As perceived bond equivalents, REITs are highly sensitive to interest rate fluctuations. I discuss this further in "The Case for REITs in 2015 " and "Update On Forecast For 2015 ." In general, the market sends REITs of all flavors down when rates rise, and vice versa. However, technical factors such as the slope of the yield curve (you knew high school algebra would come in handy some day!) play a larger role than many realize.
The two major branches of REITs are called equity and mortgage. Equity REITs tend to invest primarily in brick and mortar real estate, while mortgage REITS tend to invest primarily in paper assets. This is the crucial division to understand. The two groups have vastly different characteristics and tend to be followed by completely different groups of people who may not think very highly of people in the other group, but we all know how that goes.
Most investors stop there and focus on one group or the other, forgetting about anything outside their group. However, there are several other important flavors of REITs and REIT securities that everyone should at least consider. I will address Specialty Finance REITs and high-yield ETN REIT products, which many investors overlook but which can be quite lucrative, toward the end of the article.
The equity REITs are what casual investors tend to think of when someone brings up the sector. As owners of buildings and other "real" real estate such as farmland and various types of infrastructure, equity REITs encompass the classic landlord class. Equity REITs themselves, however, encompass a number of different types of investment that deserve to be broken down into their own sub-categories. I will run through a few of them to show how they differ, but this is intended to be illustrative, not comprehensive.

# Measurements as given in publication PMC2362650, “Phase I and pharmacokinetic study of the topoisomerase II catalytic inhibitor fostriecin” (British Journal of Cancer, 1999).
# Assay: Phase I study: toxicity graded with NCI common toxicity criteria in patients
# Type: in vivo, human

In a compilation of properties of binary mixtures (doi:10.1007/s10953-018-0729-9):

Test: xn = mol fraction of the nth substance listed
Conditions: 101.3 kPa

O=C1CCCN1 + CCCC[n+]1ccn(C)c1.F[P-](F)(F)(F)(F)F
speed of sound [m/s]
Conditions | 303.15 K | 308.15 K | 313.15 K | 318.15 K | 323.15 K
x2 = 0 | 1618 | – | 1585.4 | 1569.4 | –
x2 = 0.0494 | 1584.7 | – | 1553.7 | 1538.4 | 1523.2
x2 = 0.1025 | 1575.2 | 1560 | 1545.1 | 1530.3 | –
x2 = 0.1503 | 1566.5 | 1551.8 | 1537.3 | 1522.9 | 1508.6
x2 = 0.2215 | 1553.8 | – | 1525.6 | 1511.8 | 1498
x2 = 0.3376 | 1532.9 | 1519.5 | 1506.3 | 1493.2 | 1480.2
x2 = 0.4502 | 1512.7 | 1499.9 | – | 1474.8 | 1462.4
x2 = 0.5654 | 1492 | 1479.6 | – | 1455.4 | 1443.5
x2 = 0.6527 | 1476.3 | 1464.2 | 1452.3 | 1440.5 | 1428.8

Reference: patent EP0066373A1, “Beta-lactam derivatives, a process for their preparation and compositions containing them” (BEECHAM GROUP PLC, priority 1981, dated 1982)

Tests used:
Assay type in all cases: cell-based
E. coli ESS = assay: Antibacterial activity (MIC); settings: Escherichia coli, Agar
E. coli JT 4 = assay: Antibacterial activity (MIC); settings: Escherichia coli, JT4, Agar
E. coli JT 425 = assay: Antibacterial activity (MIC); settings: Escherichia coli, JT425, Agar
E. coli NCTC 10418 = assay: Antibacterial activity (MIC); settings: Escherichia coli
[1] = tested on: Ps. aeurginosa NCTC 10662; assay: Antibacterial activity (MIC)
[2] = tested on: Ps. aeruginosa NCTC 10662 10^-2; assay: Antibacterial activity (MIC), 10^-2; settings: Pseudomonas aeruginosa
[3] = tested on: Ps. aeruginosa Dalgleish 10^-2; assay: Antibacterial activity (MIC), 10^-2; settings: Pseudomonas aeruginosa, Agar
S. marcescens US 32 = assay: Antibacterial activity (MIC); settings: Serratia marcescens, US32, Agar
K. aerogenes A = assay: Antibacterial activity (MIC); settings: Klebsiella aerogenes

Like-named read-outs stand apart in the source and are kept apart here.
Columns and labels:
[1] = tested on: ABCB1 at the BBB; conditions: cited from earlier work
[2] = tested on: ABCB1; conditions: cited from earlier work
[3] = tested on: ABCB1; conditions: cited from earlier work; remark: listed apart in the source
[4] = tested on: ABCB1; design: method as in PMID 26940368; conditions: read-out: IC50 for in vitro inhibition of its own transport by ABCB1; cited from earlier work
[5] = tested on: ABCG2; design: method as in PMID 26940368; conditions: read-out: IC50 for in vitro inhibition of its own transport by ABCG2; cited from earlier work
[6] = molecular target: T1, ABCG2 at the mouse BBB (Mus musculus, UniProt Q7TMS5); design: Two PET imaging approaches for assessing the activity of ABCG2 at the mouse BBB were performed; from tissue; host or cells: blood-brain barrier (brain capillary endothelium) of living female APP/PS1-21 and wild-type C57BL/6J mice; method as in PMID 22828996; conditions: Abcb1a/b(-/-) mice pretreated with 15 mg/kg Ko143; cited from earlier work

The "Establishment" REITs
Many investors don't want to worry about what a REIT invests in, they just want steady returns. The goal is steady performance with a reliable income stream that pros call a "bond equivalent." The premier example of this type of REIT is Realty Income Corp. (NYSE:O ).
Realty Income is known by its registered trademark "The Monthly Dividend Company®." It was founded in 1969 and is well-known in the industry for grinding out monthly dividends without any fuss.
Realty Income statistics. Source: RealtyIncome.com
Realty Income has one of the best track records in the industry, if not the entire stock market. At a share price around its recent $46.50, the company yields just under 5%. It is the REIT of choice for many of the most conservative investors in the sector, and its yield hearkens back to the long-gone "passbook savings rate," a reference that just reveals how old I am.
However, that doesn't mean that Realty Income has a boring stock price. In fact, it bounces around quite a bit. Within just the past year, it has fluctuated between $40.56 and $55.54. Currently, it sits roughly midway in that range.
Realty Income price performance, July 2014-July 2015.
Despite these swings, though, the long-term trend for Realty Income is decidedly higher.
Realty Income price performance, 2000-2015.
If you want to park your funds for the longer-term and want a very reasonable return, Realty Income is a good choice. However, it pays to catch Realty Income on its occasional big dips (invariably due to interest rate panics). Everyone knows about how reliable Realty Income is, so in my opinion it tends to get overbought quite often and most definitely is not a stock you should buy at just any random time.
Another popular Establishment REIT is Washington REIT. which was founded with the category itself in 1960